My Brilliant Career: Professor Kanta Subbarao

Why it’s important to ask questions, remain curious and challenge dogma during a career in biomedicine.

With hindsight – after two decades in biomedical research – Professor Kanta Subbarao says she would give this important advice to her 16-year-old self: “Don’t be afraid to ask questions, remain curious and challenge dogma.”

It’s this approach to her work as a virologist and a physician that has led to great career success and many research breakthroughs.

In 2016, Professor Subbarao was appointed Director of the WHO Collaborating Centre for Reference and Research on Influenza at the Doherty Institute. Her role is to advise the World Health Organization on viruses to be included in annual seasonal influenza vaccines.

“The WHO Centre is very well respected internationally and the opportunity to be leading it is a real honour,” she says.

Professor Subbarao is a Fellow of the American Academy of Microbiology and the Infectious Diseases Society of America. And, the professor of the School of Biomedical Sciences, University of Melbourne, also serves on the Editorial Board of PLoS Pathogens and mBio.

Why medical research?

“I had excellent training in clinical medicine, but as I became more confident in the practice of medicine, I found myself more and more interested in explanations of why and how things worked,” she says.

In the past, Professor Subbarao’s research focus was on newly emerging viral diseases of global importance including pandemic influenza, severe acute respiratory syndrome (SARS) and Middle East Respiratory Syndrome (MERS). Her current research efforts are directed at understanding the biology and immune responses to influenza viruses and vaccines.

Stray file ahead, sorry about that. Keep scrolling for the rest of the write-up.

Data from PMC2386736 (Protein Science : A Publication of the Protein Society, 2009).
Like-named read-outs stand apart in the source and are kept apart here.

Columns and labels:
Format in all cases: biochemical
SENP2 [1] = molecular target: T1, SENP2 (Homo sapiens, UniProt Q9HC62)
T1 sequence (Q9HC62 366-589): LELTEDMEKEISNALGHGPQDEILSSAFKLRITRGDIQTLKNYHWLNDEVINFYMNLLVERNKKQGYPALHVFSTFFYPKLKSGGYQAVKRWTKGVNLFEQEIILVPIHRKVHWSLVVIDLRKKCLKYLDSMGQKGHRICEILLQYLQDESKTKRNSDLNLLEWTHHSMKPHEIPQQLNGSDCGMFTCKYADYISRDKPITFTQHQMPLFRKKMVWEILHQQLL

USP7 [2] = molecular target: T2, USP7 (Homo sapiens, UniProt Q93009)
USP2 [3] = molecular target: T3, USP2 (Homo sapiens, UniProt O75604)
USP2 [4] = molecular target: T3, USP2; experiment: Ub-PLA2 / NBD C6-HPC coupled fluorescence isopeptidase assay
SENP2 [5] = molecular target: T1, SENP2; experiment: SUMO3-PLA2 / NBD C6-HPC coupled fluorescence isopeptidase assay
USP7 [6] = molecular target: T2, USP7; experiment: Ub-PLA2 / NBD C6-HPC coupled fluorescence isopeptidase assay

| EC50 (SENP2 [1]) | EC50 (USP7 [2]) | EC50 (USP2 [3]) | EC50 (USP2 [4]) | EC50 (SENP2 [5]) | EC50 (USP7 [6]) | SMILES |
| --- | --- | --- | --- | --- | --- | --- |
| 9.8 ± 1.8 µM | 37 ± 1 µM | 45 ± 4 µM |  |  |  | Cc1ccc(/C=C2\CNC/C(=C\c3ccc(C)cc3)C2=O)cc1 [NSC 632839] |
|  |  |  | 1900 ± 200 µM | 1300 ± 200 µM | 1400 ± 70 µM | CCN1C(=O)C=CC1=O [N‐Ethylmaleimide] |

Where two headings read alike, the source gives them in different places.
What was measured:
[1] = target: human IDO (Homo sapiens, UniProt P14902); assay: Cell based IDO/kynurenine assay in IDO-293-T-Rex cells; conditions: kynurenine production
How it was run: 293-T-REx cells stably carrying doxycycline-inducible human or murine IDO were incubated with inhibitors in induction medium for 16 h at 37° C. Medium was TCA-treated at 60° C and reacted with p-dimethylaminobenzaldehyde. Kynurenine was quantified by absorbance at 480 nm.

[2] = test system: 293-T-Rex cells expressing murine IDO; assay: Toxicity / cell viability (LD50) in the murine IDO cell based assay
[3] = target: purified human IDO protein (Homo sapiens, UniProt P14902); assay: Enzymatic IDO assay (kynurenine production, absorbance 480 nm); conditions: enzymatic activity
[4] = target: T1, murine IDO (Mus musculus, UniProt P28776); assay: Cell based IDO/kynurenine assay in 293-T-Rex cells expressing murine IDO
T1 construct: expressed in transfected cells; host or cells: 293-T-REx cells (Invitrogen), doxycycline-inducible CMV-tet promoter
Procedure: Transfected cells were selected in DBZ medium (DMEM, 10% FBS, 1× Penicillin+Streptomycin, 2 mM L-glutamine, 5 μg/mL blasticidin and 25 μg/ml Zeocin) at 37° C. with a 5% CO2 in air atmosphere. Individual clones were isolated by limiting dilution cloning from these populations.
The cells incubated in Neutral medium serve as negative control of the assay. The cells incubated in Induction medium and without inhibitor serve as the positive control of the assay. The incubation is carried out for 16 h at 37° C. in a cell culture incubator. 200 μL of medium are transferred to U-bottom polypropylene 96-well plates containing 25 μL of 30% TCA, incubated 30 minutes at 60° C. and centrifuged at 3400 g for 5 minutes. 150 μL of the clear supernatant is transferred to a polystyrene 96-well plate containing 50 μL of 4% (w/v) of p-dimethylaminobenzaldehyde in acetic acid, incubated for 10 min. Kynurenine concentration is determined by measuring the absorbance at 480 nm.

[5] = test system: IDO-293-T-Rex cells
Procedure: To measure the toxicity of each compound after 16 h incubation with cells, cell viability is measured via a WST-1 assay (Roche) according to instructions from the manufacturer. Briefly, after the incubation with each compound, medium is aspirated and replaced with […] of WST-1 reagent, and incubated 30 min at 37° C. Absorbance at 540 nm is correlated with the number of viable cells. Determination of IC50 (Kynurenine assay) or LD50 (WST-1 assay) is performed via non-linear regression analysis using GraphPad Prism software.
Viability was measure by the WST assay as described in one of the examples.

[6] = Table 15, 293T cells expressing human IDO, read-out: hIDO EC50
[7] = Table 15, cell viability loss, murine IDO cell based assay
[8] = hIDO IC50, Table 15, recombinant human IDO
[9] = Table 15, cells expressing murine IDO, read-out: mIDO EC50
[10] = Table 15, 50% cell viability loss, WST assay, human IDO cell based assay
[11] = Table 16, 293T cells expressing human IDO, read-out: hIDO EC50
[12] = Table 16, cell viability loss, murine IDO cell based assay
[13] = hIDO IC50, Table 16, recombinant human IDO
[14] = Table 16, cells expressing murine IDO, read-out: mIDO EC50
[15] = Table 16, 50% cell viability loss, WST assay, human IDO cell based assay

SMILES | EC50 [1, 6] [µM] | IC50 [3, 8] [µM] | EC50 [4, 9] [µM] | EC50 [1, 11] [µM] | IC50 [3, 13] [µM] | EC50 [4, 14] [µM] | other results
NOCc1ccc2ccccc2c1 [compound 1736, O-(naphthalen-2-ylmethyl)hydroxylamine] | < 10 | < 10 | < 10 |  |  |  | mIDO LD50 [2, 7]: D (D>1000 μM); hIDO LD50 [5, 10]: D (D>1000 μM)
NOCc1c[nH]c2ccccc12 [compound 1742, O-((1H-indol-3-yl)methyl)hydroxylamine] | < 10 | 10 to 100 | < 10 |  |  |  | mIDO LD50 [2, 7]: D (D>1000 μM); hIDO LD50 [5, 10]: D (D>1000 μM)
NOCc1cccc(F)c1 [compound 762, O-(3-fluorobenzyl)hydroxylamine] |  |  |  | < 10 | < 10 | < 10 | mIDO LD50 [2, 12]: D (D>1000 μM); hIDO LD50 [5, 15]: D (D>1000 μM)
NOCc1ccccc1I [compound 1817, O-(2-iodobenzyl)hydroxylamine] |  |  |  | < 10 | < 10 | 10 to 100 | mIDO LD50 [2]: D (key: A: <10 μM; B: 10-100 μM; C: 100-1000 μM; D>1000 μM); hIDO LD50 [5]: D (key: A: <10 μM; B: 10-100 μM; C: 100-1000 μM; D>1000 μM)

She has authored more than 175 peer-reviewed publications in leading journals such as Science, Nature, PNAS and the Journal of Virology, and 50 reviews or chapters – a majority on influenza and SARS.

Women in biomedicine

Early on in her career, Professor Subbarao says: “I was surprised that people would question the judgement of women, purely because they were women. Thankfully, there’s been a lot of progress in this area and young women today don’t face as much overt sexism”.

When it comes to further advancements for women in biomedicine, Professor Subbarao adds: “There is still a relative dearth of senior women scientists and a drop off in the number of women at the mid-career level. I would like to see this change. I would like to see more women physicians in basic and translational research careers”.

Balance for Better

Balance for Better, the theme of this year’s International Women’s Day, is about the importance – and benefits – of workplace equality, she concludes.

“Diversity brings strength. It reveals different aspects of issues, different viewpoints and alternative solutions to problems.”

By Harriet Edmund

Read more about the illustrious careers of female leaders in medical research in the School of Biomedical Sciences ‘My Brilliant Career’ profile series.



Hear more from Professor Subbarao and the panel of leading women in biomedicine in the International Women’s Day: My Brilliant Career podcast. Available from Friday afternoon, 8 March.